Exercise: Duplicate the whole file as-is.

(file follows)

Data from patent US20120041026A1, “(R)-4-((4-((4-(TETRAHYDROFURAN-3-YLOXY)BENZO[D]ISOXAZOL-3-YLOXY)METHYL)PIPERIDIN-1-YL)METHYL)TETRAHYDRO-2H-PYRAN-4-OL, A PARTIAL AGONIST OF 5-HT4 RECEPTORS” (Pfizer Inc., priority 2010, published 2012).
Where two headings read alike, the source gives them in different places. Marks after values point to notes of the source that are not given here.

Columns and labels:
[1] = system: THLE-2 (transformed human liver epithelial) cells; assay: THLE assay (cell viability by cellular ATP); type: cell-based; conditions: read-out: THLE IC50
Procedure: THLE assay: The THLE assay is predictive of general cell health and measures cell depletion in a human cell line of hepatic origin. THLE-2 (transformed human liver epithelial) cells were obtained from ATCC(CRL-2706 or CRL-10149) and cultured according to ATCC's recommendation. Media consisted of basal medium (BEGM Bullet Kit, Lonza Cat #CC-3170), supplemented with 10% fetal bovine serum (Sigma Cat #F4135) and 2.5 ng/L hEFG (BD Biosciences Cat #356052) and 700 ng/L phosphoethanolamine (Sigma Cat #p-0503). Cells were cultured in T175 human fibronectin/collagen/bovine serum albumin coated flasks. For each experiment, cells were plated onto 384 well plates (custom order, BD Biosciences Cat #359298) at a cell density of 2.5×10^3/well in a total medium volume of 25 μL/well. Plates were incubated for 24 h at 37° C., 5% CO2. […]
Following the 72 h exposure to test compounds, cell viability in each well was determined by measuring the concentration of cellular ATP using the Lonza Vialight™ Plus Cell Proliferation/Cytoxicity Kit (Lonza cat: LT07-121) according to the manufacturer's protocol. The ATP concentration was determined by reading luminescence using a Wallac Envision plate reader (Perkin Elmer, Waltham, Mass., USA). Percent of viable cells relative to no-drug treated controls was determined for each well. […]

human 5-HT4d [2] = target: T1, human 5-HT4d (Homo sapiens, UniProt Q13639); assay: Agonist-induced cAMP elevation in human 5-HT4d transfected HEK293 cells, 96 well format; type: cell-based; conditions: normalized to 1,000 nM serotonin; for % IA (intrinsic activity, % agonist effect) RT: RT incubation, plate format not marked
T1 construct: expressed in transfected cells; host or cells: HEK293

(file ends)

Data from patent US20120041026A1, “(R)-4-((4-((4-(TETRAHYDROFURAN-3-YLOXY)BENZO[D]ISOXAZOL-3-YLOXY)METHYL)PIPERIDIN-1-YL)METHYL)TETRAHYDRO-2H-PYRAN-4-OL, A PARTIAL AGONIST OF 5-HT4 RECEPTORS” (Pfizer Inc., priority 2010, published 2012).
Where two headings read alike, the source gives them in different places. Marks after values point to notes of the source that are not given here.

Columns and labels:
[1] = system: THLE-2 (transformed human liver epithelial) cells; assay: THLE assay (cell viability by cellular ATP); type: cell-based; conditions: read-out: THLE IC50
Procedure: THLE assay: The THLE assay is predictive of general cell health and measures cell depletion in a human cell line of hepatic origin. THLE-2 (transformed human liver epithelial) cells were obtained from ATCC(CRL-2706 or CRL-10149) and cultured according to ATCC's recommendation. Media consisted of basal medium (BEGM Bullet Kit, Lonza Cat #CC-3170), supplemented with 10% fetal bovine serum (Sigma Cat #F4135) and 2.5 ng/L hEFG (BD Biosciences Cat #356052) and 700 ng/L phosphoethanolamine (Sigma Cat #p-0503). Cells were cultured in T175 human fibronectin/collagen/bovine serum albumin coated flasks. For each experiment, cells were plated onto 384 well plates (custom order, BD Biosciences Cat #359298) at a cell density of 2.5×10^3/well in a total medium volume of 25 μL/well. Plates were incubated for 24 h at 37° C., 5% CO2. […]
Following the 72 h exposure to test compounds, cell viability in each well was determined by measuring the concentration of cellular ATP using the Lonza Vialight™ Plus Cell Proliferation/Cytoxicity Kit (Lonza cat: LT07-121) according to the manufacturer's protocol. The ATP concentration was determined by reading luminescence using a Wallac Envision plate reader (Perkin Elmer, Waltham, Mass., USA). Percent of viable cells relative to no-drug treated controls was determined for each well. […]

human 5-HT4d [2] = target: T1, human 5-HT4d (Homo sapiens, UniProt Q13639); assay: Agonist-induced cAMP elevation in human 5-HT4d transfected HEK293 cells, 96 well format; type: cell-based; conditions: normalized to 1,000 nM serotonin; for % IA (intrinsic activity, % agonist effect) RT: RT incubation, plate format not marked
T1 construct: expressed in transfected cells; host or cells: HEK293